The next question to answer is what differentiates you from your competitors in the market? There are several different companies that exist in your industry and most of them are not overly unique. However, you don’t need to worry so much about market saturation as you need to focus on whether you can differentiate yourself within your industry. Think about it. You’ve got McDonald’s, Burger King, and In and Out. All of them sell burgers. But there are different things about each of those companies that draw consumers to the time after time. Some people like flame-broiled burgers, some people like the McRib, and some people like In and Outs flavors. For your business, it’s really all about you and what you’re able to say that distinguishes your product or your services from others. You need to know what differentiates you so that when you’re selling yourself to your customers or to potential investors, they know what you are, what you do, and what you don’t do. Let them know what differentiates you from your competitors. In the last box, I ask you to describe your operating structure. These are things like your key employees, your core values, your mission statements. These elements are all important when you’re describing your business because running a business is not just about the products or the services you offer. It’s also about what your business stands for and what it doesn’t stand for. You want to make sure that at all times the branding messages you convey give a sense of who you are, what your business stands for, and what your business does not stand for.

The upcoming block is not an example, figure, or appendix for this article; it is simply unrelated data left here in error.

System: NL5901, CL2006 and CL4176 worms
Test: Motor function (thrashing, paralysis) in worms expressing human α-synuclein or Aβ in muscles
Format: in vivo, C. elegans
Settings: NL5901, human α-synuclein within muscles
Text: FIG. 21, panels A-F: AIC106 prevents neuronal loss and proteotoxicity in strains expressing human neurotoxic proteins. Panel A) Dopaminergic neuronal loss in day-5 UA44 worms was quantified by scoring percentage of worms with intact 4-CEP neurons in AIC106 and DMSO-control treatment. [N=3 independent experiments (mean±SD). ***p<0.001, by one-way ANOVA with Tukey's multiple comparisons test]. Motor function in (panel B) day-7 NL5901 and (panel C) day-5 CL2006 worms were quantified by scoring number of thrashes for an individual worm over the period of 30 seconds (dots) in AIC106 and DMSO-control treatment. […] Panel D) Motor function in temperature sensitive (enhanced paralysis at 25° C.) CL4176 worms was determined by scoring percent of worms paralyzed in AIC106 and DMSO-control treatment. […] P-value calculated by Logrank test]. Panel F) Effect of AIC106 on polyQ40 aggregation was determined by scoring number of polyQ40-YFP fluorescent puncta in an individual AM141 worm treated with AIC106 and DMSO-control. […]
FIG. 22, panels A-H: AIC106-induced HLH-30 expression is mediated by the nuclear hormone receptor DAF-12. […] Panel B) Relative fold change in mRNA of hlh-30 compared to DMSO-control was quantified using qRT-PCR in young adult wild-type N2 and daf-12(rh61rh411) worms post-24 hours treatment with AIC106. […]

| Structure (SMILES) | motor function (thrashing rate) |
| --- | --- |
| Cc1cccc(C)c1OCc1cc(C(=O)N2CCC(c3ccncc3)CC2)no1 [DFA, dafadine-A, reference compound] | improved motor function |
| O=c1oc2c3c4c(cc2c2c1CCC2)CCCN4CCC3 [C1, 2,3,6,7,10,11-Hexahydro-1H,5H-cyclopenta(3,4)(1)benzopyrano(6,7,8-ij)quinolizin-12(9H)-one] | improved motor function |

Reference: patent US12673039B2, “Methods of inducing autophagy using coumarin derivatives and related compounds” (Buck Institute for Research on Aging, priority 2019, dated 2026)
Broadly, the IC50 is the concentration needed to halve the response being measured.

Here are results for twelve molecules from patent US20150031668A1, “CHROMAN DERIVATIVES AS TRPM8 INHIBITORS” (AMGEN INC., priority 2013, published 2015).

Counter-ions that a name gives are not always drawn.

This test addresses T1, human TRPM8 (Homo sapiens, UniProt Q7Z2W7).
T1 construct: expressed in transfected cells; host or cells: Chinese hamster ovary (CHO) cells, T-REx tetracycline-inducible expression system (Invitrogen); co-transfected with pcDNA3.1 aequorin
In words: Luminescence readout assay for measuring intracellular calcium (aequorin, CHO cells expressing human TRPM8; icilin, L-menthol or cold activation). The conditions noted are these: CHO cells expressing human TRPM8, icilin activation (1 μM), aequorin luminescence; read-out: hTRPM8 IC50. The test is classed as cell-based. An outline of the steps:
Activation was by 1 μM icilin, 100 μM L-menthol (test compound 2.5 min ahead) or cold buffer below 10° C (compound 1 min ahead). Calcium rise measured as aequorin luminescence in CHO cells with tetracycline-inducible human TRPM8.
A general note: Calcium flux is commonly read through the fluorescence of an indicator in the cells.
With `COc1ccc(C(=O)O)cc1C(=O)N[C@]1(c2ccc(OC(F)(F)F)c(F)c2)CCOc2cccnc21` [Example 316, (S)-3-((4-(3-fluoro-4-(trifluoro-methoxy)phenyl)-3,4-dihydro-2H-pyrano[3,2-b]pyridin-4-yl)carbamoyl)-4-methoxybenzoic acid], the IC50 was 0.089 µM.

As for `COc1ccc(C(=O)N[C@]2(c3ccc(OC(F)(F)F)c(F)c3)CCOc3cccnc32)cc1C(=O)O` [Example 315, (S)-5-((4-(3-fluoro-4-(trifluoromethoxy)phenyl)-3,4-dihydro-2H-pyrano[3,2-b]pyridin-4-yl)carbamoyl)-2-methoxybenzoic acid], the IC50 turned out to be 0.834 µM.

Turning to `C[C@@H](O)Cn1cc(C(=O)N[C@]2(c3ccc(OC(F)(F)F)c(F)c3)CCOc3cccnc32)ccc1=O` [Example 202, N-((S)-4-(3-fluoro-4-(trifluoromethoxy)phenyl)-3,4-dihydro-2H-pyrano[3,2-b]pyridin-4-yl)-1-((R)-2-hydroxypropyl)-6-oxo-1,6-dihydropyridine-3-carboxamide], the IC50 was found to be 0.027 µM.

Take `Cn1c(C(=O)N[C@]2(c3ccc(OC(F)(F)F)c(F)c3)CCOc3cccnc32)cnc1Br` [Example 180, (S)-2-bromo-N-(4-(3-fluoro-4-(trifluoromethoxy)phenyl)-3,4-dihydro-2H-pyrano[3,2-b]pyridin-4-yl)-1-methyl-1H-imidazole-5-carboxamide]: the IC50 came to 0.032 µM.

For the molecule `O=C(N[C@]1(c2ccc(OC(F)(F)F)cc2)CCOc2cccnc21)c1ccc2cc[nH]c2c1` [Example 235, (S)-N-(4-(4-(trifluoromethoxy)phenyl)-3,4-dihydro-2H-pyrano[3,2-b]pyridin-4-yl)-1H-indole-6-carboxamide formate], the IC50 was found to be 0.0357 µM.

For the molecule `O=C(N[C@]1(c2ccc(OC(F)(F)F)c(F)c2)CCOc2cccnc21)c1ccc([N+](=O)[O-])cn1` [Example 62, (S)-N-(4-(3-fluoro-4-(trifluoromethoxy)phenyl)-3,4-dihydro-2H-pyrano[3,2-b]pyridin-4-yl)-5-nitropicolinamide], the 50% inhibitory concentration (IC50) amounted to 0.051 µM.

Step 3. Your ideal customer. This is one of the most important aspects of this entire business plan because you need to know your ideal customer. Who is the person that you want to make sure is always serviced by your products or services? These are going to be the folks that are your raving fans. What is it about your product or service that connects with this ideal customer? This step asks you to create your ideal customer’s avatar. You can make up a name for them, like “Sally the craft seller” or “Sally the Housewife.” However you want to describe that person, be sure to create a name, age, and other demographics for them. Are they married? Do they have children? Are the younger, older, college-educated? You want to think about all of these different aspects because that’s going to help you and inform you in the products and services that you provide and also in the marketing campaigns that you are going to implement. You’re going to need to know where these ideal customers are and what they care about. Do they care about quality? Do they care about exclusivity? Do they care about creativity or customization? Who is your ideal customer? You need to know who that is because there’s no way you’re going to be able to achieve the level of success that you want if you are servicing everyone and not focusing on the ideal customer who is targeting your business.